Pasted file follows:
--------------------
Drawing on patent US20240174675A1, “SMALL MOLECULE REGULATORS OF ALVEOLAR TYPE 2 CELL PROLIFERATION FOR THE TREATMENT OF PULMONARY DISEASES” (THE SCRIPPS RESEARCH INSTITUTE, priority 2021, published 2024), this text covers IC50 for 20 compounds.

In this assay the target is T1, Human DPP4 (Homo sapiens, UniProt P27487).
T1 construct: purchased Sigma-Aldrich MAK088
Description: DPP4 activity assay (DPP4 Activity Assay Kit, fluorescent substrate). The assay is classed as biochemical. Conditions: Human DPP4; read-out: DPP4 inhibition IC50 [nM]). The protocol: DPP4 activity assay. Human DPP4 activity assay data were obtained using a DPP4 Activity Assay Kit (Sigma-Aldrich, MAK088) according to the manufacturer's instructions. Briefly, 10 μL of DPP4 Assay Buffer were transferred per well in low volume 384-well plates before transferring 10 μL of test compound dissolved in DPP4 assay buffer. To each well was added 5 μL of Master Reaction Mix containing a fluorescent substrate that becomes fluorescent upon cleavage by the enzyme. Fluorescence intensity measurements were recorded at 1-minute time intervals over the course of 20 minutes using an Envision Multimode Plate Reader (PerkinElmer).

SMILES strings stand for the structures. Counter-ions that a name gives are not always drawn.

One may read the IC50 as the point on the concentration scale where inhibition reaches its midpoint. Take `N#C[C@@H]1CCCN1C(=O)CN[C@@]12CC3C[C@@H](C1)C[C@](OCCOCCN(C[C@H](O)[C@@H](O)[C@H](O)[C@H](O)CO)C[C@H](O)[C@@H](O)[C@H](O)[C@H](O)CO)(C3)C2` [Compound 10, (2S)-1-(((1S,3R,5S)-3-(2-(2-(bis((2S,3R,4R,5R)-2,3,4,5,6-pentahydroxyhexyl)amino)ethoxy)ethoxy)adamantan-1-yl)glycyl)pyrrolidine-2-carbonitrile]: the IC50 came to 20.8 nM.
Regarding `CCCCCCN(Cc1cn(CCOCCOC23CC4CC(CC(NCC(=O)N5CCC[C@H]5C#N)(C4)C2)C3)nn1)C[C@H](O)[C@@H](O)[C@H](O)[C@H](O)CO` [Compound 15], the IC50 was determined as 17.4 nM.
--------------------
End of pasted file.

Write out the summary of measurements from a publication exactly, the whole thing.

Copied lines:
Drawing on patent US20240174675A1, “SMALL MOLECULE REGULATORS OF ALVEOLAR TYPE 2 CELL PROLIFERATION FOR THE TREATMENT OF PULMONARY DISEASES” (THE SCRIPPS RESEARCH INSTITUTE, priority 2021, published 2024), this text covers IC50 for 20 compounds.

In this assay the target is T1, Human DPP4 (Homo sapiens, UniProt P27487).
T1 construct: purchased Sigma-Aldrich MAK088
Description: DPP4 activity assay (DPP4 Activity Assay Kit, fluorescent substrate). The assay is classed as biochemical. Conditions: Human DPP4; read-out: DPP4 inhibition IC50 [nM]). The protocol: DPP4 activity assay. Human DPP4 activity assay data were obtained using a DPP4 Activity Assay Kit (Sigma-Aldrich, MAK088) according to the manufacturer's instructions. Briefly, 10 μL of DPP4 Assay Buffer were transferred per well in low volume 384-well plates before transferring 10 μL of test compound dissolved in DPP4 assay buffer. To each well was added 5 μL of Master Reaction Mix containing a fluorescent substrate that becomes fluorescent upon cleavage by the enzyme. Fluorescence intensity measurements were recorded at 1-minute time intervals over the course of 20 minutes using an Envision Multimode Plate Reader (PerkinElmer).

SMILES strings stand for the structures. Counter-ions that a name gives are not always drawn.

One may read the IC50 as the point on the concentration scale where inhibition reaches its midpoint. Take `N#C[C@@H]1CCCN1C(=O)CN[C@@]12CC3C[C@@H](C1)C[C@](OCCOCCN(C[C@H](O)[C@@H](O)[C@H](O)[C@H](O)CO)C[C@H](O)[C@@H](O)[C@H](O)[C@H](O)CO)(C3)C2` [Compound 10, (2S)-1-(((1S,3R,5S)-3-(2-(2-(bis((2S,3R,4R,5R)-2,3,4,5,6-pentahydroxyhexyl)amino)ethoxy)ethoxy)adamantan-1-yl)glycyl)pyrrolidine-2-carbonitrile]: the IC50 came to 20.8 nM.
Regarding `CCCCCCN(Cc1cn(CCOCCOC23CC4CC(CC(NCC(=O)N5CCC[C@H]5C#N)(C4)C2)C3)nn1)C[C@H](O)[C@@H](O)[C@H](O)[C@H](O)CO` [Compound 15], the IC50 was determined as 17.4 nM.